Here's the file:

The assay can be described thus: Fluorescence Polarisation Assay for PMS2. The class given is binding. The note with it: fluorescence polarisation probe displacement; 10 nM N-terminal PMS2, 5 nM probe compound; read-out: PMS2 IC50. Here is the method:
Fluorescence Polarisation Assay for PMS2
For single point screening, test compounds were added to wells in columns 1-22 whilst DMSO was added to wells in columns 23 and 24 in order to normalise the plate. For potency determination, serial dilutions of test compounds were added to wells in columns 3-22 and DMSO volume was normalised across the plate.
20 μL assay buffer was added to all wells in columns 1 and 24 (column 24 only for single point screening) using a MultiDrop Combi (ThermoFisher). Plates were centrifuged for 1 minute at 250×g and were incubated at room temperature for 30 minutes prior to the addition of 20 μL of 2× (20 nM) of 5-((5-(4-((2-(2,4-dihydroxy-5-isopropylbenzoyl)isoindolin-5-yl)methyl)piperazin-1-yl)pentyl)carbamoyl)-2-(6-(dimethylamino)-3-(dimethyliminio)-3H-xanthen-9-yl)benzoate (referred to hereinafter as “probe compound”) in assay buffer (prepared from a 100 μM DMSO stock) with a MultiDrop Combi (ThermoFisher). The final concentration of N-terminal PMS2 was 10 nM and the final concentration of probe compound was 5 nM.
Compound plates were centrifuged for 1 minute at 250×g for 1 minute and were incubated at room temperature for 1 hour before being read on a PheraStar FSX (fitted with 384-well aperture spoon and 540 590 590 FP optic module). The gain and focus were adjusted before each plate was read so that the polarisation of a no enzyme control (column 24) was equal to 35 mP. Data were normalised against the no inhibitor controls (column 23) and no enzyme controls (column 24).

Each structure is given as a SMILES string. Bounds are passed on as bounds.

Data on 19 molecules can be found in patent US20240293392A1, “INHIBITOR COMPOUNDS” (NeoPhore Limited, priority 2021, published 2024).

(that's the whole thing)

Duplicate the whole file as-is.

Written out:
The assay can be described thus: Fluorescence Polarisation Assay for PMS2. The class given is binding. The note with it: fluorescence polarisation probe displacement; 10 nM N-terminal PMS2, 5 nM probe compound; read-out: PMS2 IC50. Here is the method:
Fluorescence Polarisation Assay for PMS2
For single point screening, test compounds were added to wells in columns 1-22 whilst DMSO was added to wells in columns 23 and 24 in order to normalise the plate. For potency determination, serial dilutions of test compounds were added to wells in columns 3-22 and DMSO volume was normalised across the plate.
20 μL assay buffer was added to all wells in columns 1 and 24 (column 24 only for single point screening) using a MultiDrop Combi (ThermoFisher). Plates were centrifuged for 1 minute at 250×g and were incubated at room temperature for 30 minutes prior to the addition of 20 μL of 2× (20 nM) of 5-((5-(4-((2-(2,4-dihydroxy-5-isopropylbenzoyl)isoindolin-5-yl)methyl)piperazin-1-yl)pentyl)carbamoyl)-2-(6-(dimethylamino)-3-(dimethyliminio)-3H-xanthen-9-yl)benzoate (referred to hereinafter as “probe compound”) in assay buffer (prepared from a 100 μM DMSO stock) with a MultiDrop Combi (ThermoFisher). The final concentration of N-terminal PMS2 was 10 nM and the final concentration of probe compound was 5 nM.
Compound plates were centrifuged for 1 minute at 250×g for 1 minute and were incubated at room temperature for 1 hour before being read on a PheraStar FSX (fitted with 384-well aperture spoon and 540 590 590 FP optic module). The gain and focus were adjusted before each plate was read so that the polarisation of a no enzyme control (column 24) was equal to 35 mP. Data were normalised against the no inhibitor controls (column 23) and no enzyme controls (column 24).

Each structure is given as a SMILES string. Bounds are passed on as bounds.

Data on 19 molecules can be found in patent US20240293392A1, “INHIBITOR COMPOUNDS” (NeoPhore Limited, priority 2021, published 2024).